Strategies in place
What was clear was that the most successful had a strategy, implemented it well, and tweaked and tweaked it as needed. There was a plan and an execution. No agitated frustration or mere reactions. Governments and businesses have failed to strategize amid the pandemic. Those who did best already had a strategy and plan that worked, then adapted and implemented it. They didn’t mention one, or like in a bad drama, a deus ex machina solution appeared and saved the day.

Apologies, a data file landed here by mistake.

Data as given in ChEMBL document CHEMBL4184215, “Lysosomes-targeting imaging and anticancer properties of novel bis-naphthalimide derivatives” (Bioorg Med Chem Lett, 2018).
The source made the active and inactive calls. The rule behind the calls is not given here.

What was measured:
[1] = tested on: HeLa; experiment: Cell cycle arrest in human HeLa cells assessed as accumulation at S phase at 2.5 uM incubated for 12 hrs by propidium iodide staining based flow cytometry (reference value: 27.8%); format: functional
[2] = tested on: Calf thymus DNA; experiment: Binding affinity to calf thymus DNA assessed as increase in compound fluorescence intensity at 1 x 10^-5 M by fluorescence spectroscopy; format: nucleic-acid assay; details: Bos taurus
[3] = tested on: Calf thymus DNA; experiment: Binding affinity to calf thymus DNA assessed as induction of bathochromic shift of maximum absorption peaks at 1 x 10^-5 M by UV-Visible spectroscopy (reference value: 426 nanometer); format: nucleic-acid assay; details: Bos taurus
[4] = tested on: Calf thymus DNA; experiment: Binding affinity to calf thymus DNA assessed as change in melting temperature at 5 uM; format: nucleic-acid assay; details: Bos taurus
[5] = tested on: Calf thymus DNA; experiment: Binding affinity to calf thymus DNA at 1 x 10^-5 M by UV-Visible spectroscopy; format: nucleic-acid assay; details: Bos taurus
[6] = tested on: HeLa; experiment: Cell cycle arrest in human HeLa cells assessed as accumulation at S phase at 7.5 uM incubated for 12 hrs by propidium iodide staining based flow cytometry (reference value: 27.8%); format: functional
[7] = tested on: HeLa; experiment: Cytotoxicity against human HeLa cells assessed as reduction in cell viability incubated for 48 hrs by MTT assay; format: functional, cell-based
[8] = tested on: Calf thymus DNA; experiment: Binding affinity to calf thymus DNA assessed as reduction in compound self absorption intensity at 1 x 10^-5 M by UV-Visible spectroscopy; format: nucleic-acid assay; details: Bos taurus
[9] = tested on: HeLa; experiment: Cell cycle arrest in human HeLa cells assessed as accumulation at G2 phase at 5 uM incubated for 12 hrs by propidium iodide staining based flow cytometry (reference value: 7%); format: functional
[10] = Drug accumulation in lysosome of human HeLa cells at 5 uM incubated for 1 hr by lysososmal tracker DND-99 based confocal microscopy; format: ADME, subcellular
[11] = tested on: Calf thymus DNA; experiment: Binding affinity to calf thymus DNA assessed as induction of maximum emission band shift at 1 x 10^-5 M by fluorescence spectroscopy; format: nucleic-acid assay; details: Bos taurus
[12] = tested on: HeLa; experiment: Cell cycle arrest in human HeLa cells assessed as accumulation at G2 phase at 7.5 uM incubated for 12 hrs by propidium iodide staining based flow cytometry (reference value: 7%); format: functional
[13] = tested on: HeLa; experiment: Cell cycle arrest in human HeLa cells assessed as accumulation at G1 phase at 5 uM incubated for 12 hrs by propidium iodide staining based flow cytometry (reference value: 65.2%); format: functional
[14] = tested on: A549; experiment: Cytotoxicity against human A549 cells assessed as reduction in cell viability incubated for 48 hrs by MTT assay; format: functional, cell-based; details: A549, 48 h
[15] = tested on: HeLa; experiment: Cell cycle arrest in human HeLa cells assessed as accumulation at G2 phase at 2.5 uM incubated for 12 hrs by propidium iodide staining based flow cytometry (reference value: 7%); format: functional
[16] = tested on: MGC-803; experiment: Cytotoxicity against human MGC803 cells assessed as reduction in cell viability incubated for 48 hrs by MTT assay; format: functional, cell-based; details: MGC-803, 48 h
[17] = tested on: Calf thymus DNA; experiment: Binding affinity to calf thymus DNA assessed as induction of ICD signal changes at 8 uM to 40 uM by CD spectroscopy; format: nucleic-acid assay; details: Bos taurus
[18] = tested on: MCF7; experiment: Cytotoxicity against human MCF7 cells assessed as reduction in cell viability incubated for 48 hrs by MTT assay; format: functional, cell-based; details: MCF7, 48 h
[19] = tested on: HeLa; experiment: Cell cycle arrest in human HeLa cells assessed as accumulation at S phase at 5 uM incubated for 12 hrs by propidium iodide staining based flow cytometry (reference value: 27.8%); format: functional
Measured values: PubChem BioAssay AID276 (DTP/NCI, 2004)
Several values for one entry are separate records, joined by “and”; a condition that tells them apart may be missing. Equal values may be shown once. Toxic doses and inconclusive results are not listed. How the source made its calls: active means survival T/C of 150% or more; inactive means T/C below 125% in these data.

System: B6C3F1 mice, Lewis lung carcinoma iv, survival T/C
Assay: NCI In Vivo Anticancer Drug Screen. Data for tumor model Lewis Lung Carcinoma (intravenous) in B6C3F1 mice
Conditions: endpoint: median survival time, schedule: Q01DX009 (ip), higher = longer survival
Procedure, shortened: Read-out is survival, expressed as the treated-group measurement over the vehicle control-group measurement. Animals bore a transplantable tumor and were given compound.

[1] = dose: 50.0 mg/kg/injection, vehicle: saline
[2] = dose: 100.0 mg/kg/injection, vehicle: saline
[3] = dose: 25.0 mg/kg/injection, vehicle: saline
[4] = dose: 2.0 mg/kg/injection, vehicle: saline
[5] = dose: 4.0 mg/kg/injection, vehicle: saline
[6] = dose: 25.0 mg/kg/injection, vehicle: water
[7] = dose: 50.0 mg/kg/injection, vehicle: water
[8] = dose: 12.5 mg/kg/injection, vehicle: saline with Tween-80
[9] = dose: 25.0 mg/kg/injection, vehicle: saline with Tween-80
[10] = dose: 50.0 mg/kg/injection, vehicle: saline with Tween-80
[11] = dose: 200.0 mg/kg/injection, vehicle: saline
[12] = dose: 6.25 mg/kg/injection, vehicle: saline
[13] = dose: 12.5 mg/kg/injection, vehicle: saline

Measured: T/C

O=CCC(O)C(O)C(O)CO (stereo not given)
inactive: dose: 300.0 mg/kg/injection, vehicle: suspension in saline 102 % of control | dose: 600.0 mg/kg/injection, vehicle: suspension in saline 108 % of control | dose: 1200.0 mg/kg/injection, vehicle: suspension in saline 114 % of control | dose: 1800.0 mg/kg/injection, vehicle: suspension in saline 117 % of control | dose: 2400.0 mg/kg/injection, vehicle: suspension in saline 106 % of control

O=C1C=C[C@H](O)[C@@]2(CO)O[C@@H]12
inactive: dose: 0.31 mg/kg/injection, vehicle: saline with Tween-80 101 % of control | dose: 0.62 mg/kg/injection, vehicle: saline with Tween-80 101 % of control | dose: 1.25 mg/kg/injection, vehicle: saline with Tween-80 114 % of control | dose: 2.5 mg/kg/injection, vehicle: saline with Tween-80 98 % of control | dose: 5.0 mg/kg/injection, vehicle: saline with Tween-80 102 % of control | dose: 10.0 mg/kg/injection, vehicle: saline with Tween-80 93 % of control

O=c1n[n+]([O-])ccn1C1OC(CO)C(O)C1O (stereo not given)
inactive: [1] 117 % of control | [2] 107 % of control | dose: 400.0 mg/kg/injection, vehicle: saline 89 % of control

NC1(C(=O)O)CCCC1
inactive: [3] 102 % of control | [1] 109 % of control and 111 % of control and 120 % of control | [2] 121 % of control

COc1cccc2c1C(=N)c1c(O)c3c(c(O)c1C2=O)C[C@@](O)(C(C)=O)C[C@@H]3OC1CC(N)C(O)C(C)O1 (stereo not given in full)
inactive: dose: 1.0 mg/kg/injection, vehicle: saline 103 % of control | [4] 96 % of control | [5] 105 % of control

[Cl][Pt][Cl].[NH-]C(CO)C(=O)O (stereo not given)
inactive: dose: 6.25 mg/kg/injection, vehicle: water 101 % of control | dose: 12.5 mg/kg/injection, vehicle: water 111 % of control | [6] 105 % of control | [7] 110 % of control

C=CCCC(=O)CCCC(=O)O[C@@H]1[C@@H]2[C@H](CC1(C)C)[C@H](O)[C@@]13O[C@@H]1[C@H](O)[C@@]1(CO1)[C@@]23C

For businesses, my example is Microsoft. It was rolling on Windows and Office during Ballmer’s time as CEO, with the stock trading between $30 and $40 for much of that time, despite having over $300 billion in cash (if memory serves). exact) and no debt. Satya Nadella, who replaced Ballmer, was in charge of cloud computing and budding cloud-related initiatives. Microsoft was getting quite competitive there. It is mainly for this reason that Nadella was appointed President and CEO. As customers migrated to the cloud rather than simply relying on on-premises data storage and management, the cloud services leader was AWS (Amazon Web Services). Nadella enhanced Microsoft’s suite of services and encouraged its more than 40,000 partners to work with them, but most importantly, played on AWS’s vulnerability and Microsoft’s strength: enterprise customers. In addition to ensuring that they have complementary and ancillary products for their cloud computing product, they emphasized to enterprise customers that Microsoft is and always will be just a software company. So if you were Walmart, for example, who would you be most comfortable with managing your data and cloud services? AWS or Microsoft?